The best drives for NAS | June 2021

The best drives for NAS | June 2021

Do you have to store a lot of data? You just have to buy a NAS, devices designed to store huge amounts of data and make it available 24/7 on the network. This data is saved on hard drives specially developed for continuous use. In NAS (acronym for Network Attached Storage), it is not advisable to insert traditional HDDs, in fact, units that can withstand intense workloads (video surveillance, continuous data access, backup, RAID, etc.) are required.

This is the main difference between traditional HDDs and NAS disks: the latter are designed for continuous operation, are usually slower, but develop less heat and have more cache memory to speed up file operations.

We have compiled a guide to the best drives for NAS, products suitable for both individuals and small and medium-sized businesses, and we have classified them in ascending price order.

The best drives for NAS

Seagate BarraCuda Western Digital Red Plus Toshiba N300 Western Digital SA500 Seagate IronWolf Seagate IronWolf Pro

Seagate BarraCuda

Although the BarraCuda series is intended for traditional PCs, the 1TB (and 500GB) model is a disk with CMR archiving technology; it's really weird, but for the private, it's all runny grease. If you are looking for an entry-level drive for your media, this drive is perfect for you.

Western Digital Red Plus

If you are looking for a low-cost NAS drive with a decent amount of memory, Western Digital's 3TB Red Plus model is an attractive product. The drive is 3.5-inch, costs around 100 euros and is a HDD that we recommend to individuals who want an inexpensive drive to save personal files.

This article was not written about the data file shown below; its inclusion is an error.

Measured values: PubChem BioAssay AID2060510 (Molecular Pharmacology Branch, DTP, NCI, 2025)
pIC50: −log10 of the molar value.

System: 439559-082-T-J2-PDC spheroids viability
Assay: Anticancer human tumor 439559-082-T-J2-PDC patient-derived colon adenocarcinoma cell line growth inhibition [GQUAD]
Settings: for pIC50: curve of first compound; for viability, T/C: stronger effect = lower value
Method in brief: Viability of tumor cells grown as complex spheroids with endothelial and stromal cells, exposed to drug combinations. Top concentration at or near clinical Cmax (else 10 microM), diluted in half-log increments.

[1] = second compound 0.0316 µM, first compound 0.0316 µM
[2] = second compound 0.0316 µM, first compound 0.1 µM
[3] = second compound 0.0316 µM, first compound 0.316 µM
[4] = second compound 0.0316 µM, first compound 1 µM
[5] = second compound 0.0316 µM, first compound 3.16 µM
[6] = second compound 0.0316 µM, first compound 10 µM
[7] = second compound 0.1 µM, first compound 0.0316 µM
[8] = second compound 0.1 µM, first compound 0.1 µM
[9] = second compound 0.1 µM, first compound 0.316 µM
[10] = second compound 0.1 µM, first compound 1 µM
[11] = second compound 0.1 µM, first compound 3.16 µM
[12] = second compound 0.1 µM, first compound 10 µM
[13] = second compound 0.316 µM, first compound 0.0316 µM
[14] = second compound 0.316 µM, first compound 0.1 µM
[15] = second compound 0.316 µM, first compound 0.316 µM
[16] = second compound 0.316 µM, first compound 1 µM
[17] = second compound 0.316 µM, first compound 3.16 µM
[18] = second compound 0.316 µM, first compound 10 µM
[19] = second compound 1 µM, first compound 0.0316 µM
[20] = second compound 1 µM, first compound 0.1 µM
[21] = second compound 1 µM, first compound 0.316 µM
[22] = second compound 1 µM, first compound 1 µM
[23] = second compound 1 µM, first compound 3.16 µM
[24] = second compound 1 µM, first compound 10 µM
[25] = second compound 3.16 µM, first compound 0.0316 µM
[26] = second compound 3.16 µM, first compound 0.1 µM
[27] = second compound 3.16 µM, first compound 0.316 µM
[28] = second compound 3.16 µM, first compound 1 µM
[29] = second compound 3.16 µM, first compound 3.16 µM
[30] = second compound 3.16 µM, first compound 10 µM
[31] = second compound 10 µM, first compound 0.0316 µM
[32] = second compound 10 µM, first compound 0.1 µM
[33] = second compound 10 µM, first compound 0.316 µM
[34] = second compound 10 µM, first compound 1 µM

Toshiba N300

Toshiba N300 is a solid and good performance NAS HDD. We offer you the 6 TB cut in the 3.5 inch format, ideal for NAS from 1 to 8 bay. The product boasts a data transfer speed of approximately 204 MB / s. Consumption stood at 9.6 W (when in operation) and 5.2 W at idle. Toshiba declares a noise level of 30 dB; is a product we recommend to micro businesses.

Western Digital SA500

Usually, magnetic disks are recommended for via their value for money. That said, not everyone tolerates their loudness and for those who keep their NAS in the office, this is a nightmare. If you want to solve this problem, you should buy an SSD. We recommend WD's SA500 SATA model, but we do not recommend using it for important files.

Seagate IronWolf

Seagate IronWolf is a high-end NAS hard drive that we recommend for micro and small businesses. We offer you the 10 TB cut in the 3.5 inch format. The product achieves a data transfer rate of approximately 210 MB / s; it has a maximum consumption of 7.8 W, 5 W in idle and 0.8 W in suspension. The warranty is for three years.

Seagate IronWolf Pro

We conclude our buying guide with the Seagate IronWolf Pro , a class of products suitable even for small businesses. This range boasts a 5-year warranty, plus the manufacturer provides a team of data recovery experts in the event of sudden failures (data recovery success rate is 90%, according to the company).